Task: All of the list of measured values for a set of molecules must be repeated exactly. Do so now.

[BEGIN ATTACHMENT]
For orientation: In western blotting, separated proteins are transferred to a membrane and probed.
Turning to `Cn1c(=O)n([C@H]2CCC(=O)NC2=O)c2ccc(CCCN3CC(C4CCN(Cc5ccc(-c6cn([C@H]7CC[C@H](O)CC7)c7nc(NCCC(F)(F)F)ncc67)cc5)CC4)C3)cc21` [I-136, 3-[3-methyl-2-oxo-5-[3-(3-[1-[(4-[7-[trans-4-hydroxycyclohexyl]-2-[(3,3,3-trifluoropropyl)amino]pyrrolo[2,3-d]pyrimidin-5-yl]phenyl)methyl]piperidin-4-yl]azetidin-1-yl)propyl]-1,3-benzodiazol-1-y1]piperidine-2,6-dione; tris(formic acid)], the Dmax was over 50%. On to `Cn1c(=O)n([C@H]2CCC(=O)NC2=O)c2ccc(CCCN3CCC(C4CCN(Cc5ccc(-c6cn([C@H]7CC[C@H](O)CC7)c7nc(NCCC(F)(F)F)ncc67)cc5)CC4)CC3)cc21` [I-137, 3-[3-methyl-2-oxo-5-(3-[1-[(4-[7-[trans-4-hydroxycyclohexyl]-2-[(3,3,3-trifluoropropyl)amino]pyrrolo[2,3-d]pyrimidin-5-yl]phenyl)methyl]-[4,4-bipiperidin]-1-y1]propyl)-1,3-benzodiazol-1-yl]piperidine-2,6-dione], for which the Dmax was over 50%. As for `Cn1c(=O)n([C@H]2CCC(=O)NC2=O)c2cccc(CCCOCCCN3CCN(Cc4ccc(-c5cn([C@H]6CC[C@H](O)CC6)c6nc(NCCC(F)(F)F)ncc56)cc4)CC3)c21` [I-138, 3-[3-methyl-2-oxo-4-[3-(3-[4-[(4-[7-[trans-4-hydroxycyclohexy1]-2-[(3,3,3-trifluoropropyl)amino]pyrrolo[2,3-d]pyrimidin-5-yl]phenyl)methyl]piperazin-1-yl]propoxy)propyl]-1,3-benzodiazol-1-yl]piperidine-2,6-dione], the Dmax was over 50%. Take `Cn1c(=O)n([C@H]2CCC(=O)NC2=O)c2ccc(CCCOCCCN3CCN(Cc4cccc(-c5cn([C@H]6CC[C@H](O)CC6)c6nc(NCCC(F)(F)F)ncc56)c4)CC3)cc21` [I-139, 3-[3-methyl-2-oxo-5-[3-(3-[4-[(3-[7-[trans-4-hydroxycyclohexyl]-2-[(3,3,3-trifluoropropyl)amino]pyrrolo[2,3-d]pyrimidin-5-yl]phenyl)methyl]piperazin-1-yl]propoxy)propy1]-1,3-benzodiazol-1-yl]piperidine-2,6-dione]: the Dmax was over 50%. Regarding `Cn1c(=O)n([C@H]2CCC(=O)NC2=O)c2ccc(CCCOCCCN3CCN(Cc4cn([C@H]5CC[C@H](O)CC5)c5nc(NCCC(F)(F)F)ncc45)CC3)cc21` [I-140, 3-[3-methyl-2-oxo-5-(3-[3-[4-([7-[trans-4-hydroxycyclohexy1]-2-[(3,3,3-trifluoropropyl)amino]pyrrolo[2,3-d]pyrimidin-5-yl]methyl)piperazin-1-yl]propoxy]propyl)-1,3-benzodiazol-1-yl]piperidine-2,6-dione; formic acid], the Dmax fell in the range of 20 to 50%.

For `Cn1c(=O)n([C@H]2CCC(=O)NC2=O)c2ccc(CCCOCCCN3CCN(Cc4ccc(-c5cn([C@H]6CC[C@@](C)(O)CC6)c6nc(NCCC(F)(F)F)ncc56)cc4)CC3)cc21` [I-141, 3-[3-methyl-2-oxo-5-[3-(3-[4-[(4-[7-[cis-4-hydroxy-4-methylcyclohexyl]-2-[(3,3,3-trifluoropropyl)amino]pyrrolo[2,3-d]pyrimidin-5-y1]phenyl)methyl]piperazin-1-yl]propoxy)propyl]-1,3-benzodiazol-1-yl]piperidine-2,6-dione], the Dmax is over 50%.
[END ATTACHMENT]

For orientation: In western blotting, separated proteins are transferred to a membrane and probed.
Turning to `Cn1c(=O)n([C@H]2CCC(=O)NC2=O)c2ccc(CCCN3CC(C4CCN(Cc5ccc(-c6cn([C@H]7CC[C@H](O)CC7)c7nc(NCCC(F)(F)F)ncc67)cc5)CC4)C3)cc21` [I-136, 3-[3-methyl-2-oxo-5-[3-(3-[1-[(4-[7-[trans-4-hydroxycyclohexyl]-2-[(3,3,3-trifluoropropyl)amino]pyrrolo[2,3-d]pyrimidin-5-yl]phenyl)methyl]piperidin-4-yl]azetidin-1-yl)propyl]-1,3-benzodiazol-1-y1]piperidine-2,6-dione; tris(formic acid)], the Dmax was over 50%. On to `Cn1c(=O)n([C@H]2CCC(=O)NC2=O)c2ccc(CCCN3CCC(C4CCN(Cc5ccc(-c6cn([C@H]7CC[C@H](O)CC7)c7nc(NCCC(F)(F)F)ncc67)cc5)CC4)CC3)cc21` [I-137, 3-[3-methyl-2-oxo-5-(3-[1-[(4-[7-[trans-4-hydroxycyclohexyl]-2-[(3,3,3-trifluoropropyl)amino]pyrrolo[2,3-d]pyrimidin-5-yl]phenyl)methyl]-[4,4-bipiperidin]-1-y1]propyl)-1,3-benzodiazol-1-yl]piperidine-2,6-dione], for which the Dmax was over 50%. As for `Cn1c(=O)n([C@H]2CCC(=O)NC2=O)c2cccc(CCCOCCCN3CCN(Cc4ccc(-c5cn([C@H]6CC[C@H](O)CC6)c6nc(NCCC(F)(F)F)ncc56)cc4)CC3)c21` [I-138, 3-[3-methyl-2-oxo-4-[3-(3-[4-[(4-[7-[trans-4-hydroxycyclohexy1]-2-[(3,3,3-trifluoropropyl)amino]pyrrolo[2,3-d]pyrimidin-5-yl]phenyl)methyl]piperazin-1-yl]propoxy)propyl]-1,3-benzodiazol-1-yl]piperidine-2,6-dione], the Dmax was over 50%. Take `Cn1c(=O)n([C@H]2CCC(=O)NC2=O)c2ccc(CCCOCCCN3CCN(Cc4cccc(-c5cn([C@H]6CC[C@H](O)CC6)c6nc(NCCC(F)(F)F)ncc56)c4)CC3)cc21` [I-139, 3-[3-methyl-2-oxo-5-[3-(3-[4-[(3-[7-[trans-4-hydroxycyclohexyl]-2-[(3,3,3-trifluoropropyl)amino]pyrrolo[2,3-d]pyrimidin-5-yl]phenyl)methyl]piperazin-1-yl]propoxy)propy1]-1,3-benzodiazol-1-yl]piperidine-2,6-dione]: the Dmax was over 50%. Regarding `Cn1c(=O)n([C@H]2CCC(=O)NC2=O)c2ccc(CCCOCCCN3CCN(Cc4cn([C@H]5CC[C@H](O)CC5)c5nc(NCCC(F)(F)F)ncc45)CC3)cc21` [I-140, 3-[3-methyl-2-oxo-5-(3-[3-[4-([7-[trans-4-hydroxycyclohexy1]-2-[(3,3,3-trifluoropropyl)amino]pyrrolo[2,3-d]pyrimidin-5-yl]methyl)piperazin-1-yl]propoxy]propyl)-1,3-benzodiazol-1-yl]piperidine-2,6-dione; formic acid], the Dmax fell in the range of 20 to 50%.

For `Cn1c(=O)n([C@H]2CCC(=O)NC2=O)c2ccc(CCCOCCCN3CCN(Cc4ccc(-c5cn([C@H]6CC[C@@](C)(O)CC6)c6nc(NCCC(F)(F)F)ncc56)cc4)CC3)cc21` [I-141, 3-[3-methyl-2-oxo-5-[3-(3-[4-[(4-[7-[cis-4-hydroxy-4-methylcyclohexyl]-2-[(3,3,3-trifluoropropyl)amino]pyrrolo[2,3-d]pyrimidin-5-y1]phenyl)methyl]piperazin-1-yl]propoxy)propyl]-1,3-benzodiazol-1-yl]piperidine-2,6-dione], the Dmax is over 50%.